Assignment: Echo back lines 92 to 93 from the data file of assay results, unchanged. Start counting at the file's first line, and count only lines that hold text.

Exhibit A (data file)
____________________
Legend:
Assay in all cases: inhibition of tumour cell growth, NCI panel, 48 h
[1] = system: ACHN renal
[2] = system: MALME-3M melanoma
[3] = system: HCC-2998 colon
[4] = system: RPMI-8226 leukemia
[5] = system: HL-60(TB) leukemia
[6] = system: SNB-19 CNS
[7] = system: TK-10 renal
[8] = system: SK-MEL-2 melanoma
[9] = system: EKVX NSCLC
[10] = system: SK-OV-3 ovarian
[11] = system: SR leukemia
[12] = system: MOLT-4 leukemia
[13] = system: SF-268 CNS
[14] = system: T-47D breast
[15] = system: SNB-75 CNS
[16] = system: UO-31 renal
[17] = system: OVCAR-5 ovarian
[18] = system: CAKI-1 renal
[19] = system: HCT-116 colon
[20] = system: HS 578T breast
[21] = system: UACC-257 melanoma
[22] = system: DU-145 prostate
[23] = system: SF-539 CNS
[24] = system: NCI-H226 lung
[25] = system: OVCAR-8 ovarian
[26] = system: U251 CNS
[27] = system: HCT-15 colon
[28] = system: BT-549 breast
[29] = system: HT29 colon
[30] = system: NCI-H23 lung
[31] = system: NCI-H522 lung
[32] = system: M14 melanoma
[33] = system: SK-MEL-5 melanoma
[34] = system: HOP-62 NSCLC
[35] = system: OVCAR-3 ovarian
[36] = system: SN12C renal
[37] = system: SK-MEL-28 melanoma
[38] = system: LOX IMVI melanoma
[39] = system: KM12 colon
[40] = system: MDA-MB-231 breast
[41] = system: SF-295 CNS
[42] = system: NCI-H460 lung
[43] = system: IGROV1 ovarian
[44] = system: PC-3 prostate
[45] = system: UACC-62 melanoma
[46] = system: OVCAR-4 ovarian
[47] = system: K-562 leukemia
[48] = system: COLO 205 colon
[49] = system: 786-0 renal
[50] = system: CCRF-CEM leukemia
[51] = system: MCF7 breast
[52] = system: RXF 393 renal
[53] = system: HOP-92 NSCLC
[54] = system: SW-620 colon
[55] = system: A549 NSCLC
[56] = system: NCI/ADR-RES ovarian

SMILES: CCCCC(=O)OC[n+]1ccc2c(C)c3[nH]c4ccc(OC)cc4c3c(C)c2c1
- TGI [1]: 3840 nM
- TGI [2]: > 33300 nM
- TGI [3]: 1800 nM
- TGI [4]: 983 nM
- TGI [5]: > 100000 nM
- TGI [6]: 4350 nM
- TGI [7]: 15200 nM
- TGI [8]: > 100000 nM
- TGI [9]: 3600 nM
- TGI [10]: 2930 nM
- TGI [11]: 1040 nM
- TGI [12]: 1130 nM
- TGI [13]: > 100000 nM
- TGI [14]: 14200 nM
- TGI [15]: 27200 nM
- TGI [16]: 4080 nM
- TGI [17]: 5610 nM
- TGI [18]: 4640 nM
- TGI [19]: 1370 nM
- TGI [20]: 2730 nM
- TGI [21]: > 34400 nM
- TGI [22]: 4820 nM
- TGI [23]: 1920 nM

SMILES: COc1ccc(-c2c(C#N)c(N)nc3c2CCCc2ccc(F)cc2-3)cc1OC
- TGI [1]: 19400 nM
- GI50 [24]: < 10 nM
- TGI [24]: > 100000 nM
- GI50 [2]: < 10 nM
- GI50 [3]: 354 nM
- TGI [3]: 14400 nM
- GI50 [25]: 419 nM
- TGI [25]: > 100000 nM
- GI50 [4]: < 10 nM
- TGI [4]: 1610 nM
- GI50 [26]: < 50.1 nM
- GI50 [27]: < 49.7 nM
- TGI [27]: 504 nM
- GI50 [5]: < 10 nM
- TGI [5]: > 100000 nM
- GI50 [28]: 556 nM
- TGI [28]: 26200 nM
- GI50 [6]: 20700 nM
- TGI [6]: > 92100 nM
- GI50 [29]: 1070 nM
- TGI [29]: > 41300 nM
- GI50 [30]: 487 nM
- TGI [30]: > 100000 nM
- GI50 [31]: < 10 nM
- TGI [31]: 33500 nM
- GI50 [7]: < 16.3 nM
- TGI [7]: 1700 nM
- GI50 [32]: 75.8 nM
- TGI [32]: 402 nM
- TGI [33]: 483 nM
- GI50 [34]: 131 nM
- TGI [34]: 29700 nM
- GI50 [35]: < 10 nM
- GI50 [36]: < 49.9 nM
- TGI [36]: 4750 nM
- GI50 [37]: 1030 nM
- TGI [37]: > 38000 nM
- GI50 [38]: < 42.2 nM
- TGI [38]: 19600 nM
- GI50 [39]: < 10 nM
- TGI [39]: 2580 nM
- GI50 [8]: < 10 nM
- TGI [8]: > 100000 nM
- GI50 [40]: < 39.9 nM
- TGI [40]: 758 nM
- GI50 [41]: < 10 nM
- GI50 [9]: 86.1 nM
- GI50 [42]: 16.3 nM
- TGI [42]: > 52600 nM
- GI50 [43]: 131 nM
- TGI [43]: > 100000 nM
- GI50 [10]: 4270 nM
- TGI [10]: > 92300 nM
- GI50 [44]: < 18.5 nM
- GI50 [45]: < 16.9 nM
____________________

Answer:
- GI50 [4]: < 10 nM
- TGI [4]: 1610 nM